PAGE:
ROB ROCKS READING day two

Saturday morning is kind of a blur, as I bumble around, make coffee and cook a big ole fry-up (grease and caffeine. Curative and preparatory all at the same time. if England has ever given the world anything greater than the Full English, I’ve yet to see it), give Clare the blow-by-blow account of yesterday’s events, while waiting for the crew to arrive from points east. I’m mellow and not at all aching, deary me no.

Dad’s got a ticket as a 60th birthday present from me, as he’s a bit of an old rocker. He bounces in at about 11, pleased as punch and ready to party. We’ve cracked the beer by the time Dom and Tony arrive. Dom has a family connection to one of the headliners, so it’s backstage all the way for that lucky pair. No begrudgeness, though. I did the same thing with Dom back in ’03. I’m just looking forward to a day out with chums and family.

We hit Richfield Avenue at about 1, settle in with a beer and some veggie chili, and let Biffy Clyro peel our skulls back. I’ve got a sort spot for avant-metal, especially when it’s played with the verve and enjoyment with which these boys deliver their set. The lead singer is resplendant in a white hooded tracksuit that doesn’t stay clean for long. At one point the bass response is strong enough to knock Dad’s hat off. A good start.


We amble around and take in the sights a bit before finally getting our asses up to the R1 tent. Clare’s curiousity has been piqued by Juliette Lewis and The Licks, so we decide to give it a go. Huge fun. The music is nicely primal rock and roll. Juliette struts about in a spandex-and-bra outfit giving it serious amounts of Iggy attitude and, initially at least, a Viking helmet. We’re all jumping by the end, and Juliette manages an extended crowd-dive that surprisingly doesn’t end up in her losing her top. The banners go up: “Lick me, Juliette!” A new Queen of Rock is born.

After that, it’s time for Mojitos at the B-Bar, which makes a nice change from the ever-present Carling, before ambling back up to the main stage. Dinosaur Jr are laying down slabs of noise that instantly put a grin on my face. J Mascis looks like a shoo in for Dumbledore in the next Harry Potter movie, all long white hair and slouch, and he is a bit of a wizard on the Fender Jag (sorry). They finish off with “Just Like Heaven” and “Freakscene”, and even dad admits it’s an impressive racket.

The Charlatans are next up, but we’re too busy chatting and drinking for them to make much of an impression. Dom and Tony are at the front, though, and loving it. The Charlie’s are a fine soundtrack to a warm summer afternoon, but to my mind just that: backing music. I guess, though, it’s really like the Coral yesterday. My mind is on the next band on the bill.

The Arcade Fire hit the R1 tent and on my insistance we’re front and centre. The buzz is extraordinary. this has the feel of a real event, and the Canadians do not disappoint. They launch into “Wake Up”, and everyone, strangers and friends alike, got their hands up and their voices high. The mood is joyous, celebratory. Any immovable object on stage gets used for percussion. Mock fights break out on stage. There’s a newie or two, an oldie for the hardcore, and all the best bits of “Funeral”, which is, let’s face it, just about all of it, get fired off with a verve and energy that takes the roof off. Extraordinary. transcendant. Everyone’s chuffed, and I quietly point out to Clare that this is the album I’ve been playing for months when she asks why she’s never heard of them. Band of the Festival. If they’re not on the main stage next year, a major injustice will have been done.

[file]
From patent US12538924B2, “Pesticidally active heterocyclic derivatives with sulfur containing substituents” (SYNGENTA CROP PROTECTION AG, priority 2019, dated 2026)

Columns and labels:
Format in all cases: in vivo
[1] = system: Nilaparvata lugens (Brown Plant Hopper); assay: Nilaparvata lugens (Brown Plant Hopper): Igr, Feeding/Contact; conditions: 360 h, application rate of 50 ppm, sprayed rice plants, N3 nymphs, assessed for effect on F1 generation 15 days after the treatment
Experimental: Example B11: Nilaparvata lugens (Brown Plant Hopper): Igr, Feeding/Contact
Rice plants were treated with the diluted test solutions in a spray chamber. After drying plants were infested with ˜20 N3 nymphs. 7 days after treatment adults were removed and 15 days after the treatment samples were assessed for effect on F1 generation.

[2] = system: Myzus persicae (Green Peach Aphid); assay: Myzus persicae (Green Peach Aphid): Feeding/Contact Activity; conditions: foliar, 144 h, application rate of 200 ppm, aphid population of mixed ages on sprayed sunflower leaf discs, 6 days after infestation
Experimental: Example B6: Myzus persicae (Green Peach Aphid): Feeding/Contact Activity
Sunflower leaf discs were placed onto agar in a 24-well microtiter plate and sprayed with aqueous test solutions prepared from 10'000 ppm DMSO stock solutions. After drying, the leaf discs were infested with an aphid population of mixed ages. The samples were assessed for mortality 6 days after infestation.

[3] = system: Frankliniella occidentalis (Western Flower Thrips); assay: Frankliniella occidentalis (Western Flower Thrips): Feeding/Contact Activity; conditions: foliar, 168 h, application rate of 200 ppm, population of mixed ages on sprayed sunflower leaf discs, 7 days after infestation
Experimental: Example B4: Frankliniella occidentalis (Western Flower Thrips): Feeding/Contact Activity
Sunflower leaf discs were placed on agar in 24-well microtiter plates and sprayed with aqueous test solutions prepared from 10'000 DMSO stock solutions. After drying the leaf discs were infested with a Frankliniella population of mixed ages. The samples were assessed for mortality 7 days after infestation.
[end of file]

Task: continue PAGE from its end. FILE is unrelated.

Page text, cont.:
After that we need a break, so Kings of Leon mumble away agreeably in the background while we nosebag noodles and espressos. babyshambles? I’d sooner eat my socks, and I’ve been in them for eleven hours.

All of a sudden it’s ten o’clock, and the Foo Fighters insist they will die for our honour. Very nice of them. Dave Grohl’s speech on how Reading is the best festival there is has been widely reported, but he does have a connection with this site, and we pour love back at him. When he tells us he fuckin loves Reading, well, so do we, and at this point there’s nowhere else I’d rather be.

The Foos are, as always, fantasic live, keeping everyone bouncing and singing along, slinging out gigawatt lasers in the night that must go halfway back to Caversham. Off to one side of us, a guy who’s had ten too many lurches about. His girlfriend, deeply unimpressed, edges closer to us, at one point hiding behind Clare. Finally, as the buffoon nearly falls over someone, she loses patience and stalks off. Several seconds later, matey-boy notices and lollops after her.
He returns half an hour later, not smiling any more. A couple of songs later he will fall over. A few years ago that probably would have been me. Right now, I’m just jumping up and down, hollering to “Monkeywrench.” A cracking end to a storming day.

It’s a slow but jolly walk home, as we amble and chat. Poor Dom and Tony still have a drive back to the Smoke ahead of them, but for the Wickings contingant it’s a well-deserved cuppa and bed. We promise to get our weekend tickets in early next year, and bemoan the fact that we’ll be missing Iggy and Maiden. But that’s next year. For now, we’re just enjoying the glow. Does Reading rock? Only completely!

*As yesterday, I’ve cribbed photos from other sources, mostly eFestivals.co.uk, and the Reading Festivals site. Fanks.

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Rob

Writer. Film-maker. Cartoonist. Cook. Lover.

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